Once we reached the top of the mountain, we decided to turn around and head back to camp. The sun was starting to go down, and we didn't want to get stuck in the park after closing. At the bottom of the hill, we stopped at Lake McDonald, which is one of the most photographed lakes in the world. It's easy to see why...
We sat on the shore and watched the sun set over this incredible lake. It was quite a picturesque moment that we won't forget.
Fun fact: My shirt is actually on backwards in this shot. I didn't think about ruining pictures when I put on my "Bear Poop Extra Dark Stout" shirt I got in Wyoming... As funny as it may be, it's not great for serious photos. Here's the original:
Anyway, there are several gift shops, restaurants, and grocery stores around Lake McDonald. So once the sun went down, we explored a few of the shops to grab some souvenirs before heading back to camp for the night.
Glacier National Park has two main entrances. West Glacier, where we went the first night, and East Glacier, which was a bit of a drive from the campground. Since we got a jump start and did West Glacier when we arrived, we decided to spend the second day exploring East Glacier.
It took about an hour to get to the East Glacier entrance, and since we didn't have a secret entrance this time, we had to pay the admission fee. I'm not opposed to paying admission to National Parks. I know it goes to a good cause. But I am opposed to spending $30 every single time you want to get into the park. One admission fee felt acceptable.
While West Glacier has the Road to the Sun driving portion, East Glacier is mostly known for its hiking. We parked Eugene in the main entrance parking lot and got to walk some of the trails.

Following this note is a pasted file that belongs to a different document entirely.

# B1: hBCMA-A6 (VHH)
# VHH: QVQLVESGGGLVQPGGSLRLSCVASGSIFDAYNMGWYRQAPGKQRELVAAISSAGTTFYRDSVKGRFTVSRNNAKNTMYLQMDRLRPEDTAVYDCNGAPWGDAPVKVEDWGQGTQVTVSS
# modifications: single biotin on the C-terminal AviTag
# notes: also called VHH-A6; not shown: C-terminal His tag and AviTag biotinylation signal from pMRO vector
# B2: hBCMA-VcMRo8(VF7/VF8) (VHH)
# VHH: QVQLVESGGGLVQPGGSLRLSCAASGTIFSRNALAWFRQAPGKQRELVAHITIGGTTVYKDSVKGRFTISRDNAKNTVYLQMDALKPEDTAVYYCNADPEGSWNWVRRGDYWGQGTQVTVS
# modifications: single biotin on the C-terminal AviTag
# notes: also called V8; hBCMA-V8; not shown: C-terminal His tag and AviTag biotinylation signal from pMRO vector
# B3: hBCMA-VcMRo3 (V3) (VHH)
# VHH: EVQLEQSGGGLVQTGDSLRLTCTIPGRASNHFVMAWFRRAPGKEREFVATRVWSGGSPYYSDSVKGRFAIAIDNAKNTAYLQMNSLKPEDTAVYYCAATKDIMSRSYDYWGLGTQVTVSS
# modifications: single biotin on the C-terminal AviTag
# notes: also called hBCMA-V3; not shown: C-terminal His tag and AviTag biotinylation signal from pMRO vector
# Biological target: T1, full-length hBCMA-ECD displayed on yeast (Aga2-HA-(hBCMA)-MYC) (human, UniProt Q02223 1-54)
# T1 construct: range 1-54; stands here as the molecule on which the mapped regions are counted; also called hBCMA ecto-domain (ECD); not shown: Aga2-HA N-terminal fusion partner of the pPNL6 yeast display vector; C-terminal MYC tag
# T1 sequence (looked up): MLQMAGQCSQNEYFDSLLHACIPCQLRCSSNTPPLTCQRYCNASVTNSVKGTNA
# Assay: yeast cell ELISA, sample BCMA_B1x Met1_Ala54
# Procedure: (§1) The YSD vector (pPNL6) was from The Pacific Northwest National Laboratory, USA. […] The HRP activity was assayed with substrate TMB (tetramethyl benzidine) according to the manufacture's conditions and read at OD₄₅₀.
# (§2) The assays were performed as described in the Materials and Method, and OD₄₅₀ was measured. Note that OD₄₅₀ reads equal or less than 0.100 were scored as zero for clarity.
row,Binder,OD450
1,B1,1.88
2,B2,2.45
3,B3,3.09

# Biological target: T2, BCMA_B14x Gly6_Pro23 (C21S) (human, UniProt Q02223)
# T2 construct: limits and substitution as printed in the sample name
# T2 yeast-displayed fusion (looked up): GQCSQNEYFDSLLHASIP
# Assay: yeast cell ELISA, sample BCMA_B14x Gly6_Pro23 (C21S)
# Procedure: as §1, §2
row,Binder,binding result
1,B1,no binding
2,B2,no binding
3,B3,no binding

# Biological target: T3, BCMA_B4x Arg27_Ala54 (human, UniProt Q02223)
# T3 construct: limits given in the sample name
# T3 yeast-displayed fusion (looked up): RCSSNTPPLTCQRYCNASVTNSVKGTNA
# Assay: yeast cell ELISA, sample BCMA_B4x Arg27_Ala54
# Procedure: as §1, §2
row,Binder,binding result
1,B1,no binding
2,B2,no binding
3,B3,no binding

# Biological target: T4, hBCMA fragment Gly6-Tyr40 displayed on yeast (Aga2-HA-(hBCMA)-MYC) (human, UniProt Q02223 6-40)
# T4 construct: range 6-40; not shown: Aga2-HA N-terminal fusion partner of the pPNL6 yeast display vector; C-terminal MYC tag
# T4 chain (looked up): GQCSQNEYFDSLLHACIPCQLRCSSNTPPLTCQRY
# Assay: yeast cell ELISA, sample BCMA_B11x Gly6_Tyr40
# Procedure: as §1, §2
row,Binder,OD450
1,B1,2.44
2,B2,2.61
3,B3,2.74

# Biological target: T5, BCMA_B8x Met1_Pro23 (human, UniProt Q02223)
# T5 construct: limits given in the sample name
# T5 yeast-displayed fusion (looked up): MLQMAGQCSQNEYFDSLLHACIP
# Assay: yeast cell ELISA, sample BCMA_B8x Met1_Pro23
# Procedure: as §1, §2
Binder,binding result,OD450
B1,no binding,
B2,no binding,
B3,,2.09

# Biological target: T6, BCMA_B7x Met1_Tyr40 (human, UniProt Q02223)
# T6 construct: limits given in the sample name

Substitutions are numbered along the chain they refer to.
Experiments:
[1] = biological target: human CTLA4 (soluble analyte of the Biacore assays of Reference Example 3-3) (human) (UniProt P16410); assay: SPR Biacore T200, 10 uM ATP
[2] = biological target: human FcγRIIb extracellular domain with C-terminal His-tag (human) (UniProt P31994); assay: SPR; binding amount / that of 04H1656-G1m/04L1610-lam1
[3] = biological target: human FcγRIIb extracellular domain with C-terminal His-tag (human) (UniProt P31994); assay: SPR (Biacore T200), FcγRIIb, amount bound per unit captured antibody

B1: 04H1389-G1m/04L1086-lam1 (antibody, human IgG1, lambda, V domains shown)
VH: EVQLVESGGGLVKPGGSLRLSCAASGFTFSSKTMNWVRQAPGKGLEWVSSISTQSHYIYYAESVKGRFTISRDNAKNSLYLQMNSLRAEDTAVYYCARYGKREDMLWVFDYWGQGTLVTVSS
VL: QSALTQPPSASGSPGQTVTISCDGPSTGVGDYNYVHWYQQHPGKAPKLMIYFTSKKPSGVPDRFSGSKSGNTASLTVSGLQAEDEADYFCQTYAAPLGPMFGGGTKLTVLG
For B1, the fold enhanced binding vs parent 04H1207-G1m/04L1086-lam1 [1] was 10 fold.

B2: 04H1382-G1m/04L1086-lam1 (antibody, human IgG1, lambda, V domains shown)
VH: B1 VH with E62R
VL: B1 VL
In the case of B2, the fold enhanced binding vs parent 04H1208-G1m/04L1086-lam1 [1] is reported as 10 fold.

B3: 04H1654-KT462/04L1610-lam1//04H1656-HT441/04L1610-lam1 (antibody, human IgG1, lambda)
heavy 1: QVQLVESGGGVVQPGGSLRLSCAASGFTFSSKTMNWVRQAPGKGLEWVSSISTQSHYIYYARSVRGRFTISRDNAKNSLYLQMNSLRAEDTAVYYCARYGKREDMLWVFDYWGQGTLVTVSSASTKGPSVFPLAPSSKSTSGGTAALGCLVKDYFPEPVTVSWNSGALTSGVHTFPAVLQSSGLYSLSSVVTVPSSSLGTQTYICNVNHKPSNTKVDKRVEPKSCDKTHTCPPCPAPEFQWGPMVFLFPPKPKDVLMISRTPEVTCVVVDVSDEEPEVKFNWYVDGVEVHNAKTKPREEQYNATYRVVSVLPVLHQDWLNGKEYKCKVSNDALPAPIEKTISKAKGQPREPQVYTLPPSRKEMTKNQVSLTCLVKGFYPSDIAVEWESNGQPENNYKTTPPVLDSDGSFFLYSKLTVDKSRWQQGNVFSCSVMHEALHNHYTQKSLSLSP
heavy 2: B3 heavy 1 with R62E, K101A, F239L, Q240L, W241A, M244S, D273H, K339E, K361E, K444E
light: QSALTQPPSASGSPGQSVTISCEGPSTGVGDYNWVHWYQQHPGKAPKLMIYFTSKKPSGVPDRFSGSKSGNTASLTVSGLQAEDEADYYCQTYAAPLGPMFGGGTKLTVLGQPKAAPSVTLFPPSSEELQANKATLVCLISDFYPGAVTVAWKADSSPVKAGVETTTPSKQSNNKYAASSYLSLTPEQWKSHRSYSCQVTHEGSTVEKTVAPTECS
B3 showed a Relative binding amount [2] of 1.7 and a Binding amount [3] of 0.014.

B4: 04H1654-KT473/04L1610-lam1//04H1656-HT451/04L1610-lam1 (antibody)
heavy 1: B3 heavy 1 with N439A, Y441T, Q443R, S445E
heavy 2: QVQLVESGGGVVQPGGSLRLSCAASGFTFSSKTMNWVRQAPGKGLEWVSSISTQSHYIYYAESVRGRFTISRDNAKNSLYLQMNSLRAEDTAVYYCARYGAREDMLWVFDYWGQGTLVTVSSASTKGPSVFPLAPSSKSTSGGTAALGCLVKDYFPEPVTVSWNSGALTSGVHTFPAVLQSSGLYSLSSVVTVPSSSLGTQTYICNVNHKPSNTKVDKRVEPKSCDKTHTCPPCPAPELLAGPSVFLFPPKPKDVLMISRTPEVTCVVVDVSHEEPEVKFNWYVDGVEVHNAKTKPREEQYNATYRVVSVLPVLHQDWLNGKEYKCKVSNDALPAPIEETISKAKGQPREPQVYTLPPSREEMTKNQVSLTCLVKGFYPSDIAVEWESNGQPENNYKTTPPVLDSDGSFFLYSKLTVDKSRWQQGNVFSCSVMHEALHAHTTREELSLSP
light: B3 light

Our favorite part of East Glacier was Running Eagle Falls. It was named after a female Blackfeet warrior and leader named Pitamakan. The story says she spent four days on a vision quest in the area around the falls. She became such a great warrior and leader that she was given the name Running Eagle. She was the only female in Blackfeet history to be given a man's name.
Looking at the falls and the surrounding area, it's easy to see why she chose that spot. The falls itself is super cool. Runoff from the glacial mountain cuts its way through the rocks and pours out of an opening and down a 40-foot drop. All around it, you can see the colorful rocks below the surface of the crystal-clear water.
It's no wonder Running Eagle saw visions there. It was such a peaceful place.
While we might not be the most hardcore hikers, we did have to stop our hiking a bit early. One of the trails was closed due to bear activity. And although we definitely would love to see a bear, perhaps running into a massive grizzly in the middle of the Montana wilderness wouldn't have been the best way to meet one...
On the way back to the campground from East Glacier, we stopped at West Glacier village, a popular tourist spot with all sorts of junk shops and restaurants. We got a few more souvenirs, and I finally got to meet a friendly bear that didn't want to eat my face off.
With our curiosity about the beauty of Glacier National Park satisfied, we grabbed our full camera memory cards and started making our way across Montana to Miles City.
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He likes pizza.